One of the most important tasks Alice Greenwald has as president and CEO of the 9/11 Memorial and Museum is to educate and inspire a younger generation and make sure the heroism and sacrifices made that day in 2001 are never forgotten.
"If you think about 20 years, it is the span of a generation and there are tens of millions of young people, college age and younger, who were born after 2001. (Others) were toddlers, they were infants when 9/11 happened," she said.
"For those of us who witnessed 9/11 20 years ago, it's seared into our consciousness. We cannot ever not remember what our eyes saw. But for this generation, it's history to be learned," Greenwald told Reuters.
Ahead of this year's anniversary, the Museum and Memorial launched a new campaign and fundraiser called The Never Forget Fund, which will support educational initiatives to teach young people about the attack and the global aftermath.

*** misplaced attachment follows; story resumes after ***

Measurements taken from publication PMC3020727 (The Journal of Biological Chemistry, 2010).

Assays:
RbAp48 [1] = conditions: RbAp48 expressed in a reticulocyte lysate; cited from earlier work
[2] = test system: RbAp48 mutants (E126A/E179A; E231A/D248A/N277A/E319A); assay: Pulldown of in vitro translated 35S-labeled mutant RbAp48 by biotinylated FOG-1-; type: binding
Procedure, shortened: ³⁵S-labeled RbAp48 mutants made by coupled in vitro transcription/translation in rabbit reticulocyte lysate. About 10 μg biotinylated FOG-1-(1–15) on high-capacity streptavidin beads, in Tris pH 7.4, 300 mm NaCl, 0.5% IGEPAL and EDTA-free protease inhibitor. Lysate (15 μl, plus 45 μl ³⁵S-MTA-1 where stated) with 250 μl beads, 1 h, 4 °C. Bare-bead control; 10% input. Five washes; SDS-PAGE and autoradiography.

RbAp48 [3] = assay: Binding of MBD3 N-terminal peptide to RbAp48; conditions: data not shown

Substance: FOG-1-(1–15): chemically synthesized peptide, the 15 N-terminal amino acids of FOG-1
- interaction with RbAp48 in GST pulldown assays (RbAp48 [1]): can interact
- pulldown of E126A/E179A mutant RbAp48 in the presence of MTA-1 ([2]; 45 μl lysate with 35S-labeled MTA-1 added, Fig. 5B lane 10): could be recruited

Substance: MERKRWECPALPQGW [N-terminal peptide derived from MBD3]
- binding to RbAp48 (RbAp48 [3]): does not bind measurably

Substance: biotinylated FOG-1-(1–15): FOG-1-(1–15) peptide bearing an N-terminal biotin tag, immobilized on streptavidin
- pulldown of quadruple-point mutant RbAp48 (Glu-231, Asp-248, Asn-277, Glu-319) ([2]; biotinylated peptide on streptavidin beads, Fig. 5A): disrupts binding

Greenwald said the museum - located in lower Manhattan, close to where the World Trade Center collapsed on September 11, 2001 after being struck by two planes hijacked by Islamic militants - offers an important lesson to the younger generation about overcoming extraordinary hardship.
"This memorial, this museum tells a story about the best of human nature in response to the worst. And we need to remind this generation that they have the capacity for unity, for hope and for resilience when faced with challenges that you couldn't imagine and aren't yet prepared to deal with."
She added, "But you will rise to the occasion and if you come together, you will meet adversity and prevail."
"This was a seminal event in American and global history that happened here," said Greenwald. "And we can't renege on our promise of two decades ago. We will never forget."